Nowadays a brand without an instantly identifiable tone of voice needs a spectacular product or offering to stand any chance of standing out. And yet without knowing it, many brands still sound bland, stuffy or forced. If you’re writing a new guide or refreshing your tone, avoid these 5 mistakes…
1 . They follow rigid guidelines
Unless you’re A/B testing, the minute you start scientifically analysing every word is the minute you lose your speed and instinct. Likewise, if you need to look up your guidelines to find the right adjective every time you write a tweet, you’re not doing it right. As far as a document goes, my advice is to have a style guide that details how to format dates, titles and other grammatical queries for consistency, alongside past copy examples that represent you most. Every brand strives to be conversational but many are unprepared to drop the formalities needed to sound more human.
2. They play it safe
If every brand said what they thought or held opinions, advertising’s trust and authenticity ratings would increase tenfold. Sure, a brand might alienate parts of its audience in doing so, but would you rather speak to 500,000 people who are indifferent or 50,000 people who are passionate advocates? Today’s consumers are looking for brands that reflect their values and beliefs – be that brand, especially in a world that’s quickly becoming more aware of the environment, gender and racism.
The go-to example is always Nike, which immediately faced backlash after standing by former NFL star Colin Kaepernick after he took a knee. In protest, thousands of Americans burned Nike trainers and boycotted the brand. But that didn’t stop Nike’s stock price later reaching an all-time high. Laying the foundations with Kapernick also gave Nike the authority to speak up and act two years later in the wake of George Floyd’s murder. Meanwhile, many other brands were accused of virtue signalling.
3. They don’t have concrete values
A concrete set of values is a good basis for a tone of voice because values can make a brand appear more human and authentic. According to research, 74% of consumers have a more favourable view of brands that make an effort to be environmentally responsible. However, where many brands trip up is they say but don’t necessarily do, which makes their tone of voice and persona appear inauthentic.
One brand with a clearly defined ‘why’ is Patagonia, whose mission statement reads: “Build the best product, cause no unnecessary harm, use business to inspire and implement solutions to the environmental crisis.” That alone tells you everything you need to know about Patagonia. But the difference between them and the next brand that preaches eco-awareness is Patagonia acts as well as says. For instance, giving staff days off to explore the outdoors or boycotting Facebook altogether.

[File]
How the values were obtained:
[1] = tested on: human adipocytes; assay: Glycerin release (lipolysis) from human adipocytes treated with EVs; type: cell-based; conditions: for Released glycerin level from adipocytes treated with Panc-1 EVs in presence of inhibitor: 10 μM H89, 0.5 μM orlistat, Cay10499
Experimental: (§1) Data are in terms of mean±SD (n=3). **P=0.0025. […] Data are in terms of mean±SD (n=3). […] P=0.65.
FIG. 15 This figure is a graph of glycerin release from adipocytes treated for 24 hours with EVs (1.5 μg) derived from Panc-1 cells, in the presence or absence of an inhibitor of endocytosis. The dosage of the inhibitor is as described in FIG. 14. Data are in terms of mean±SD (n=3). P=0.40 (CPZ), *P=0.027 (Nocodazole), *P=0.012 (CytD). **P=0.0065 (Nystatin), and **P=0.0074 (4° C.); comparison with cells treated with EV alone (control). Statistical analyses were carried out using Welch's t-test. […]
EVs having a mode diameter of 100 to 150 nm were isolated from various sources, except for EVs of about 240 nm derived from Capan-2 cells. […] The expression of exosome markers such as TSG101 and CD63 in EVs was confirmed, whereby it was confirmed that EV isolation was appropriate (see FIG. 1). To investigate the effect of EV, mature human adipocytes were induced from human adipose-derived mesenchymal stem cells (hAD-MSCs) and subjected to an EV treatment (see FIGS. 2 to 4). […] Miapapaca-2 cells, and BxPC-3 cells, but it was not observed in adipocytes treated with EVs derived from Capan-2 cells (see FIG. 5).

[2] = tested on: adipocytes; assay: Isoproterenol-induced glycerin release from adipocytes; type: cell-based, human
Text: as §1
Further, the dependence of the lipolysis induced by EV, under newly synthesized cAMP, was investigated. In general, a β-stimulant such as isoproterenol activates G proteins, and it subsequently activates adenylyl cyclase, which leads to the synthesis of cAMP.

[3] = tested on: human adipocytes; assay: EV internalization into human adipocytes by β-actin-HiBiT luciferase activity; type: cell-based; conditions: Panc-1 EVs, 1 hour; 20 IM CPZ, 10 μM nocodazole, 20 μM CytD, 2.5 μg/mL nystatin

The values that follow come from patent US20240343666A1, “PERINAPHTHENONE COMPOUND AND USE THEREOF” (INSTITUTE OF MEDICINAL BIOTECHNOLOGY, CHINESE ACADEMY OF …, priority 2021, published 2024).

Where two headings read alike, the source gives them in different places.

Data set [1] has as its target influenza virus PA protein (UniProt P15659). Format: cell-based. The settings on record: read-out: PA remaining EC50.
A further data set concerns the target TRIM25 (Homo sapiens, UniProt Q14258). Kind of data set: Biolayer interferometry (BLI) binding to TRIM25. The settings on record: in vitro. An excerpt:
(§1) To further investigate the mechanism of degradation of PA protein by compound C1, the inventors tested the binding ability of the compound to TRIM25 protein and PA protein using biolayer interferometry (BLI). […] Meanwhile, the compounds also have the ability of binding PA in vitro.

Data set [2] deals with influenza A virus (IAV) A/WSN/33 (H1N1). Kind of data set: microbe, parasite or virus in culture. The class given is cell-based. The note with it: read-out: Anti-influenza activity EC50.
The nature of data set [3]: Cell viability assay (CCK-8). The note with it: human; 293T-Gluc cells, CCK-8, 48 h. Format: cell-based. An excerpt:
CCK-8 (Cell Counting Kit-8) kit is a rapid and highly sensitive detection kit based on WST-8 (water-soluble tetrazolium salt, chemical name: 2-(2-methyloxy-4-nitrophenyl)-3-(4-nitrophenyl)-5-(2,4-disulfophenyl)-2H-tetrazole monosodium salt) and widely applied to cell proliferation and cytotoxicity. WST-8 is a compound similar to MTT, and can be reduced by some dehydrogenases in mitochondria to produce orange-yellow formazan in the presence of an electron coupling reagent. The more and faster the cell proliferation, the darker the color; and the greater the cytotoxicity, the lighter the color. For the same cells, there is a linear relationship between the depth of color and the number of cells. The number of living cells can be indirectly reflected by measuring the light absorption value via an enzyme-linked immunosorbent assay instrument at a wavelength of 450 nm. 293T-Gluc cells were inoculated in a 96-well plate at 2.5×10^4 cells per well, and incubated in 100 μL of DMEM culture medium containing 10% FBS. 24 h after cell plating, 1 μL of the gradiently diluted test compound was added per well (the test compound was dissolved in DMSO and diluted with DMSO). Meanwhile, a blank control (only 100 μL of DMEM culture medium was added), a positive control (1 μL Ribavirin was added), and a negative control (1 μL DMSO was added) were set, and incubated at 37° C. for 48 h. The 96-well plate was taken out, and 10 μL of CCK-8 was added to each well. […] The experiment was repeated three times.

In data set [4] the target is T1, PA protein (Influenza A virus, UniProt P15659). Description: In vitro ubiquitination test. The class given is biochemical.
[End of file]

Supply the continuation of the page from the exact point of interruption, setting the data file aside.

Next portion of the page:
On the other hand, don’t just take values to mean being vocal about equality and the environment. First Direct has a tone of voice that’s irreverent and unlike any other bank because they preach ease and simplicity. Work out what your brand stands for and you’ll more easily discover how it sounds.
4. They only care about their bottom line
Many of these rules apply to digital, but let’s look at social where tone is key. A great deal of marketers still approach social with a direct marketing hat on, ending every post with a call to action. Not only does this make a brand seem less human, it also disregards the need for meaningful interaction – which is quickly becoming more present outside of social.
Think about it like this, are you more likely to buy from a faceless corporation or a brand you feel somewhat emotionally connected to, having developed some loyalty and a deeper affinity over time? As I’ve said before on the Digital Human blog: social media isn’t a broadcast channel, and that goes for tone of voice as well.
5. They change to suit the platform
Think audience-first, not platform-first. There are nuances between social media platforms just like there are vast differences between TV, print and OOH, but changing how your brand speaks to suit the platform will only confuse your audience, who may be present across all channels.
With organic reach in decline, there’s no point in succumbing to every engagement tactic by changing your tone of voice to do what Facebook wants. In truth, this sort of approach will only weaken your identity.
Instead, follow the example of Oatly, whose irreverent and conversational tone of voice is the same on billboards, milk cartons and social. As well as having a clear purpose – a sustainable alternative to milk – Oatly oozes confidence because the brand has a clear idea of who it is, why it is, and what it represents.
Whether you’re a copywriter at a major FMCG company or the CMO of an SME, use brands like Oatly, Nike and Patagonia as your benchmark the next time you think about tone of voice.
Kunal Pattany is a public speaker, technology commentator and the founder and CEO of Digital Human. With 15 years’ experience in marketing for leading companies like Kantar, a WPP data and insights company, he has turned his attention to the impact of digital and AI on humans and society’s response to innovation. To find out more about Digital Human, click here. To talk with Kunal about speaking opportunities, email firstname.lastname@example.org 👋